IBM Corp's chief executive told shareholders Tuesday that Big Blue stands ready to reap the benefits of the coming boom in business Internet spending, provided it happens. \n"This is IBM's franchise. The opportunity that results from this industry shift is ours to lose," an upbeat Samuel J. Palmisano said to about 400 investors gathered for the company's annual meeting. \nIBM was widely chided for having missed the Internet boom in the late 1990s, an assertion that the company later turned around and used to its advantage, when the dot-com bubble burst. \nPalmisano said IBM's deft use of security technology, networking and its giant services arm were the right tools for the new wave of emerging Internet devices. \nIBM also increased its quarterly dividend by a penny to US$0.15 a share and boosted its stock repurchase authorization by US$3.5 billion. \nThe shareholders meeting signaled the leadership transition at Big Blue. IBM chairman Louis V. Gerstner presided, but it was Palmisano, his successor as chief executive, who outlined business strategy. \nThe retiring Gerstner, who will remain IBM chairman through the end of 2002, said he did not intend to remain on the company's board after his retirement. \nShareholders overwhelmingly defeated four proposals opposed by IBM. One attempted to alter accounting practices to prevent IBM executives from reaping extra pay for earnings made by pension funds.
‘HERO OF THE ERA’: President Tsai Ing-wen expressed deep sadness at Lee’s passing, and told the government to assist his family with all their needs Former president Lee Teng-hui (李登輝) passed away at 7:24pm yesterday at Taipei Veterans General Hospital. He was 97 years old. The hospital stated the cause of death as septic shock and multiple organ failure. Lee had been hospitalized there since February, when he choked on a mouthful of milk at home. He was later diagnosed with pulmonary infiltrates and aspiration pneumonia. The hospital said that Lee had been treated with antibiotics, but that his health had not improved, as his advanced age and diabetes had inhibited his immune system and led to recurring infections. During his hospitalization, Lee underwent daily kidney dialysis, which removed
‘WEAK POSITIVE’: The man arrived in Taiwan in May and was quarantined for two weeks, Chen Shih-chung said, adding that he might be infected a long time ago The government is considering tightening mask-wearing rules again in light of a potential domestic COVID-19 infection, Minister of Health and Welfare Chen Shih-chung (陳時中) said yesterday. The Central Epidemic Command Center (CECC) confirmed seven new COVID-19 cases, six of which are imported. The other case involves a Belgian engineer who entered Taiwan on May 3 and remained in quarantine until May 17, said Chen, who heads the CECC. Although the source of infection has yet to be identified, the case could end the nation’s record of not having any domestic cases in the previous 110 days. The Belgian, in his 20s, is a technician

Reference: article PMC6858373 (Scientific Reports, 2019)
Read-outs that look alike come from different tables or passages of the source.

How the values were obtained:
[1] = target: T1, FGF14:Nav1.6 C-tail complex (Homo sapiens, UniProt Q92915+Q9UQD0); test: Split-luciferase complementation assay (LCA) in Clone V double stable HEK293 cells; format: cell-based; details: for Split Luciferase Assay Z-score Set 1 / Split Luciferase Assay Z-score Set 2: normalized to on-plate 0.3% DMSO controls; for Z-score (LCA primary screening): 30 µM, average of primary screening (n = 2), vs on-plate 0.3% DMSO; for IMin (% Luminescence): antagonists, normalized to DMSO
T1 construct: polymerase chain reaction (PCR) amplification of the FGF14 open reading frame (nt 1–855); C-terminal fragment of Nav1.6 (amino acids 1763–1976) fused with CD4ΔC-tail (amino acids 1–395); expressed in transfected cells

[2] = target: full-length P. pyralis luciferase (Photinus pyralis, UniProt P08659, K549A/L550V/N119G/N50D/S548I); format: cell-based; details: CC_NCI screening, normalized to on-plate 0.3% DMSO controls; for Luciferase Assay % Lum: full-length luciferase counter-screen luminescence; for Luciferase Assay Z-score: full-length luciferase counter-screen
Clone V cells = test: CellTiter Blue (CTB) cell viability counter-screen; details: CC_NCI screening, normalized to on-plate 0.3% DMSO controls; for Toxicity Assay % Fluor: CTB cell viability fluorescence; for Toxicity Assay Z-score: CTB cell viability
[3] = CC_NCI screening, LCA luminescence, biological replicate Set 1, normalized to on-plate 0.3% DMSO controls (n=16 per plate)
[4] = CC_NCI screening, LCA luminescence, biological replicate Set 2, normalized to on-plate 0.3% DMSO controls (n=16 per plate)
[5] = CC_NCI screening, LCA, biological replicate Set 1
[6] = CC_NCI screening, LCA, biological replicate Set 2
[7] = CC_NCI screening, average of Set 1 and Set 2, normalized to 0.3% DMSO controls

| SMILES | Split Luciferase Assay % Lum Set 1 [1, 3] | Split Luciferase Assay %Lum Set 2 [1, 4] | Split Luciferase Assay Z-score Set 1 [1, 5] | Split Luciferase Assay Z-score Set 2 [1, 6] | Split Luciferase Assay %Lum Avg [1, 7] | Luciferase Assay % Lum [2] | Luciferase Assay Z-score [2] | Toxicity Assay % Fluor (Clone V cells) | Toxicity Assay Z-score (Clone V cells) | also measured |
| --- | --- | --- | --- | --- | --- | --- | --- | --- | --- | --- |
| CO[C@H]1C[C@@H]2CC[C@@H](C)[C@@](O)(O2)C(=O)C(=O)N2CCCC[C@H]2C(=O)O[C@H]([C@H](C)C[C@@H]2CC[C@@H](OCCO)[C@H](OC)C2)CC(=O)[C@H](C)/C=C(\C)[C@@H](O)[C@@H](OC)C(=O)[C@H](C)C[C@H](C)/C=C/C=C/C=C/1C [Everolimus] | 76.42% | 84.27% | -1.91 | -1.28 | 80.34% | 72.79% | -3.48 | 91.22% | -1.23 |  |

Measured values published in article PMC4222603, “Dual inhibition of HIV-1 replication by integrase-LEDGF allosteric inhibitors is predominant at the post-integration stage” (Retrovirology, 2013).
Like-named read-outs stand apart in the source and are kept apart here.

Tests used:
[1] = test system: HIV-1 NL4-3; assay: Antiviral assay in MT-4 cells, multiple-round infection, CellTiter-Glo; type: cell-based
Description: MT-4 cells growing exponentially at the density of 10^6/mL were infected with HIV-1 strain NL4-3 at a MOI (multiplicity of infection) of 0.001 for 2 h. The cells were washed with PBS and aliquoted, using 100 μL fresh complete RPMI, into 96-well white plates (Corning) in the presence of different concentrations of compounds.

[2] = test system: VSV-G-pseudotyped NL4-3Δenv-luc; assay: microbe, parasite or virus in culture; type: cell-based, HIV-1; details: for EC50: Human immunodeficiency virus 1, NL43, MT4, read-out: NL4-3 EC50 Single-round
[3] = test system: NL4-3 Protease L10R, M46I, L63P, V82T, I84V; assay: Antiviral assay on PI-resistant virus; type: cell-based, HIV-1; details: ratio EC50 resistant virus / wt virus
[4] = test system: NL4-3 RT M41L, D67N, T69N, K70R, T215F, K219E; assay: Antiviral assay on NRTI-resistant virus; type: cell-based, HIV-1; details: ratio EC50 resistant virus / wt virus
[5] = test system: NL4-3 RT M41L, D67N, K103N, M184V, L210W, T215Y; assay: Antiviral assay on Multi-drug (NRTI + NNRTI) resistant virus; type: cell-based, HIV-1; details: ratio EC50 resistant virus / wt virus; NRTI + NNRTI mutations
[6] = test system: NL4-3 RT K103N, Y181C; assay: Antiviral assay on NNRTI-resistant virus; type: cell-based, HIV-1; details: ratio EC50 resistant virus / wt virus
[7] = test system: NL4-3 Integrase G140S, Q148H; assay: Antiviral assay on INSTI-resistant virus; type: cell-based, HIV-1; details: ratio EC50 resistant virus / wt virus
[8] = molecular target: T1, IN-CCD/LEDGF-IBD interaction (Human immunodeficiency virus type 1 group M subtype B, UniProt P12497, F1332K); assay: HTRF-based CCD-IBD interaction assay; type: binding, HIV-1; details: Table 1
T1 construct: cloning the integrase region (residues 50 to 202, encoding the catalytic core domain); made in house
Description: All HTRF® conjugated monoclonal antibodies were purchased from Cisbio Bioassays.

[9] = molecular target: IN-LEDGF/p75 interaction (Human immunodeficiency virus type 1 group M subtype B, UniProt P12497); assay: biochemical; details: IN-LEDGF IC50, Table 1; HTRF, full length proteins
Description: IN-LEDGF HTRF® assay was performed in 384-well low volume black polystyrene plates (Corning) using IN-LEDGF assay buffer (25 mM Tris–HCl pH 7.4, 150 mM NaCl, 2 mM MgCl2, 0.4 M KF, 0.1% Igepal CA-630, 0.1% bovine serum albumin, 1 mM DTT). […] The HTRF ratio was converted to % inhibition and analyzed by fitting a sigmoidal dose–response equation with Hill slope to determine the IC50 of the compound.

RECEIVING TREATMENT: President Tsai Ing-wen, Vice President William Lai and Premier Su Tseng-chang visited former president Lee Teng-hui yesterday morning Taipei Veterans General Hospital yesterday rebutted speculation that former president Lee Teng-hui (李登輝) had died a day earlier, saying that he was weak, but receiving treatment. The hospital said the 97-year-old Lee was not in good condition and needed ongoing care, adding that if there are any changes in his condition, it would make those public. The comments came after rumors emerged online on Tuesday that Lee had died after being hospitalized since early February. Soon after the unsubstantiated rumors emerged, reporters started flocking to the hospital seeking confirmation. Lee was admitted to Taipei Veterans General Hospital on Feb. 8 after choking while drinking
THAI CASE UPDATE: Twenty-nine close contacts of the worker have been tested with two types of tests, including 18 dorm mates, with 28 negative results so far Five imported cases of COVID-19, four from the Philippines and one from Hong Kong, were reported yesterday, bringing the total confirmed cases in Taiwan to 467, the Central Epidemic Command Center (CECC) said yesterday. The four returning from the Philippines were on the same flight, and the local health department has identified 15 people who had direct contact with them — including 10 passengers in the two rows in front or behind them, who have been put under 14-day home isolation, and five crew members, who will practice 14-day self-health management, said Centers for Disease Control (CDC) Deputy Director-General Chuang Jen-hsiang